Inside New ArcGIS Online Basemaps

Basemaps are the canvas upon which you paint your data, the foundation that helps you create a map quickly and easily. But unlike the blank canvas an artist might use, ArcGIS Online basemaps also provide context and information that brings your data to life.

ArcGIS Online offers a large selection of ready-to-use hosted basemaps including the Esri World Imagery, Streets and Topographic basemaps, OpenStreetMap, Bing Road, Aerial, and Hybrid basemaps, and specialty basemaps that are designed to automatically sandwich your data between terrain and labels. These can be found and used from the basemap gallery that’s built-in to the ready-to-use ArcGIS Online applications, ArcGIS Desktop, and also the configurable ArcGIS for Flex and ArcGIS for Silverlight applications. The same basemaps are also available to developers via various APIs.

A very popular basemap is the World Topographic basemap, arguably the one that defines an authoritative GIS-sourced basemap with contributions (via the Community Maps Program) from GIS users all across the globe. It’s a highly detailed, multi-scale basemap with many potential uses, and is continually updated. Shown below is new detailed data recently published for Amsterdam.

Esri recently announced the availability of the new oceans basemap, now available as a map service via ArcGIS Online.

At the Federal User Conference in January of this year the forthcoming National Geographic basemap was announced and previewed, and it was also previewed at the Esri 2011 International User Conference.

While a lot of the interest in these basemaps is literally in the details – the rich and accurate large scale map data they contain – there are many types of applications where less is more when it comes to basemaps. The best basemap may be one that provides less detail, or is understated and does not compete with the primary layer of interest.

Esri has been evolving basemaps that are more like the blank canvas an artist might use, but still contain geographic context and meaning. An example was the basemap used in FanMap: Super Bowl Edition by Esri’s Mapping Center Team. The map used a dark gray background with fewer details to provide a simpler geographic context for the subject – the Super Bowl Packer and Steeler fans:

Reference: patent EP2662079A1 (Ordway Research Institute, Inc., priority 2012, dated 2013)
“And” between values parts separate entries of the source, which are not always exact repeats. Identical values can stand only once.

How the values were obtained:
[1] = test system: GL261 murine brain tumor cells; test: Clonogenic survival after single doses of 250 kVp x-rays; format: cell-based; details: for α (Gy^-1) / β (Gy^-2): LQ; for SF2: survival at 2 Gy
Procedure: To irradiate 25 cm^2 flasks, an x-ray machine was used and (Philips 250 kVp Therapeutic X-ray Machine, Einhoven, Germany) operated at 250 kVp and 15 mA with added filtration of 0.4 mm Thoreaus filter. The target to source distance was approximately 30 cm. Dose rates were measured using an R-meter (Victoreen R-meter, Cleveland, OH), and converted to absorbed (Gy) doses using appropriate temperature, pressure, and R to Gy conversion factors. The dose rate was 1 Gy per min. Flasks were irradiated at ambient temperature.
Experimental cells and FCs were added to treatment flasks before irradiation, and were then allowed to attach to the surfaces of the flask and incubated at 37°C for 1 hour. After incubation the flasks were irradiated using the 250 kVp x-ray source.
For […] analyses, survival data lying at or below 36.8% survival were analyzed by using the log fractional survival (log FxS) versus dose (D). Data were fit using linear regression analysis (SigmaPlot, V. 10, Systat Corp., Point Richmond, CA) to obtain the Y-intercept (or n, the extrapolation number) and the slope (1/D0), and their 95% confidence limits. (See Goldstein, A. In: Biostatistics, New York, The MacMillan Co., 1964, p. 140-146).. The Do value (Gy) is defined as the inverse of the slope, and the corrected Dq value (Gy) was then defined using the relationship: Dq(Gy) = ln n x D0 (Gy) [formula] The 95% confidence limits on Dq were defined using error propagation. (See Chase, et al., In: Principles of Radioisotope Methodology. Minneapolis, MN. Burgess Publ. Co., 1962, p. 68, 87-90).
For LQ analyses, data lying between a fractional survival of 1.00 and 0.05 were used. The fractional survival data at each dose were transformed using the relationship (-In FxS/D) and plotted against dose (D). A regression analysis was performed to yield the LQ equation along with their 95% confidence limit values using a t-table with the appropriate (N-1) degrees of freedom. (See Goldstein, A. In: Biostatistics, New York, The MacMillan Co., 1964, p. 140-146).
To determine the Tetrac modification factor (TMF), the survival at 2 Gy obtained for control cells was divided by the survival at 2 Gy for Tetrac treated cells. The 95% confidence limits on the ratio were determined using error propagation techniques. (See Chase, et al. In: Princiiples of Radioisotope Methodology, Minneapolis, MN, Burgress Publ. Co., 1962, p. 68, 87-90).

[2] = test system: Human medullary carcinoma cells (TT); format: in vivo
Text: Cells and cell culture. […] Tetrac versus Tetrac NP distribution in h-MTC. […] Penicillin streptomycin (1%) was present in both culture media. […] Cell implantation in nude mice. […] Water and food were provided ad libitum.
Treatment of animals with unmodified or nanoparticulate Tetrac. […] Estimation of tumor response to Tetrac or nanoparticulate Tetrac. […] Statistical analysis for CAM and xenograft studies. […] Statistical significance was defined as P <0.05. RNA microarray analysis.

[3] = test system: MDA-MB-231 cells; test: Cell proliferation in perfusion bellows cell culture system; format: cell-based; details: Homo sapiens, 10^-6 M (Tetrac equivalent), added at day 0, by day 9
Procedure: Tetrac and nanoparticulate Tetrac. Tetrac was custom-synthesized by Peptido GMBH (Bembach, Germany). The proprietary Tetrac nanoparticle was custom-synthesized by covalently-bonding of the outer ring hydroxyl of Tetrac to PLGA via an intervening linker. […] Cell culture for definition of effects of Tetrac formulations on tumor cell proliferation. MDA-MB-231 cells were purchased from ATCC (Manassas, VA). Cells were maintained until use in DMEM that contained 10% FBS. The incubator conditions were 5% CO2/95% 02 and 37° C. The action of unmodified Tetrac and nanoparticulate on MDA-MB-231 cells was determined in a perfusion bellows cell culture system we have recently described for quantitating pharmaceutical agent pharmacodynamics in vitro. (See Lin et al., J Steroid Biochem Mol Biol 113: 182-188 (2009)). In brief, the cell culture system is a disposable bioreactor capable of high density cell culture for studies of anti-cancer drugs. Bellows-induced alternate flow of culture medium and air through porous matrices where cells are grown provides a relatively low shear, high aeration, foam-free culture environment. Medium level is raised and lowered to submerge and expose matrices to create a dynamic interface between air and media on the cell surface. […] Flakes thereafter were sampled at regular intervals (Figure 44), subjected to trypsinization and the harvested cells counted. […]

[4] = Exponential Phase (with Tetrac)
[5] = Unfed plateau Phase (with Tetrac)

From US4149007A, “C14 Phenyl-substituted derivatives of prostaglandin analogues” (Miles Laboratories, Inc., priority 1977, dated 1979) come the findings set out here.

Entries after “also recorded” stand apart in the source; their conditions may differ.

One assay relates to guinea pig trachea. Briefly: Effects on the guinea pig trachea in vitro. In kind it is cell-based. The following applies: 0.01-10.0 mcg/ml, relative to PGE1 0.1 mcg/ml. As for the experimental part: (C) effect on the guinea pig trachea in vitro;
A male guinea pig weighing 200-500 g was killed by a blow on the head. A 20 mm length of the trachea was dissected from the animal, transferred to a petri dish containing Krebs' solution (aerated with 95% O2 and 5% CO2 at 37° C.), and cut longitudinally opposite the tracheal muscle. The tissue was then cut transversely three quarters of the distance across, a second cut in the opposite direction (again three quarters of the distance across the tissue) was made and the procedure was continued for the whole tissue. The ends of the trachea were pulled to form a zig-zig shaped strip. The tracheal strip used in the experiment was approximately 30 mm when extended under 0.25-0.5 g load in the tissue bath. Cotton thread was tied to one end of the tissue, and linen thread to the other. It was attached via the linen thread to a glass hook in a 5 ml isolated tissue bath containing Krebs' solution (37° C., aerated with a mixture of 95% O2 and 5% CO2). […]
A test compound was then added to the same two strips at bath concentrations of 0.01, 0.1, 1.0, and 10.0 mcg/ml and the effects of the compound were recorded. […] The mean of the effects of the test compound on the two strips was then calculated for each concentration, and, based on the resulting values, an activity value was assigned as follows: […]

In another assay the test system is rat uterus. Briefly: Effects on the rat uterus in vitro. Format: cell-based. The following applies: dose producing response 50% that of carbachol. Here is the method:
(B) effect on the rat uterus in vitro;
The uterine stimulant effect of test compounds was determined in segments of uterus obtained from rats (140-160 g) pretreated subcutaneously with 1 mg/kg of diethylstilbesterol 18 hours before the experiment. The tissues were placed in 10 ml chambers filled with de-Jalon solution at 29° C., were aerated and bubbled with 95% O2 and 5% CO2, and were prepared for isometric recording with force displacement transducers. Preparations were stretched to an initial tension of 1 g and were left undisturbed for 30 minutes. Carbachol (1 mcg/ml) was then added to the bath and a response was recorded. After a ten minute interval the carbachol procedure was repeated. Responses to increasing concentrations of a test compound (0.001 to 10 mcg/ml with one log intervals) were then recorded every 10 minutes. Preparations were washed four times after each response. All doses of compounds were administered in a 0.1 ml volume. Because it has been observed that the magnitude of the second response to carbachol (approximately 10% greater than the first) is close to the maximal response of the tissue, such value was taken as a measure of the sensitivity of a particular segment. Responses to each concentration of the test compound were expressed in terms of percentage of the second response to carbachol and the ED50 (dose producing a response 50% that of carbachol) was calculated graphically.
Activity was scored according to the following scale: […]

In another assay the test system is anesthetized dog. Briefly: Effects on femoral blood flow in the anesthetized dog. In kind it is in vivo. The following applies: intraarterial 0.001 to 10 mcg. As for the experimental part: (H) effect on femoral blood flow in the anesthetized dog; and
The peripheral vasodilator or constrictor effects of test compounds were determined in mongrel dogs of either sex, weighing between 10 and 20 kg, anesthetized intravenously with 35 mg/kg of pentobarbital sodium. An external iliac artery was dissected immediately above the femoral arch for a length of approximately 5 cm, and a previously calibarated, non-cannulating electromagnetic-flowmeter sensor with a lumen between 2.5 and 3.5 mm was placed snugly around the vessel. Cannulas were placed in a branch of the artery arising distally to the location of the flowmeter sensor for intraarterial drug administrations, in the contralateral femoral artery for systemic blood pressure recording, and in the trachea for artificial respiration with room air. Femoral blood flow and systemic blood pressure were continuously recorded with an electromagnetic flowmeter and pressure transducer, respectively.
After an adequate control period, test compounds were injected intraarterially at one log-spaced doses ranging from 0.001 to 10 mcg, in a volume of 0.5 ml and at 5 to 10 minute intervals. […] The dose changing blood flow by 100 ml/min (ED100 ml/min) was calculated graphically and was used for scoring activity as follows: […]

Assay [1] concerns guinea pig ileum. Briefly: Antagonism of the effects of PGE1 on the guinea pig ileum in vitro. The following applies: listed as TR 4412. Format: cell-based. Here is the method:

Esri’s mapping and cartography teams continue to evolve different basemaps. Here’s an internal-only application that is being used to evaluate and test a light gray canvas basemap prototype. The app is shown here comparing hurricane tracks with the gray canvas map (on the left) and the world streets basemap (right).

And here’s another example with subway routes in New York:

With lots of great basemaps like these to choose from, you can very quickly create compelling maps suitable for your data, and will be able to use new basemap options in the near future.

Bern Szukalski

About Bern Szukalski

Bern Szukalski is an Esri technical evangelist and product manager, focusing on ways to broaden access to geographic information, and helping users succeed with the ArcGIS Platform.
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  1. RuneHomann says:

    First: It is really a good thing with this insider Blog. I look forward to follow you on a regular basis.
    We have already seen the firtst examples of the future of GIS as described by Victoria – flooding maps, disaster response and so on. The cloud is brilliant when you have a sudden increase in traffic for a relative short period of time. I look forward to much more crowd-sourced data that really can have an impact in the future. Thanks for the blog.
    Regards Rune Homann, Informi GIS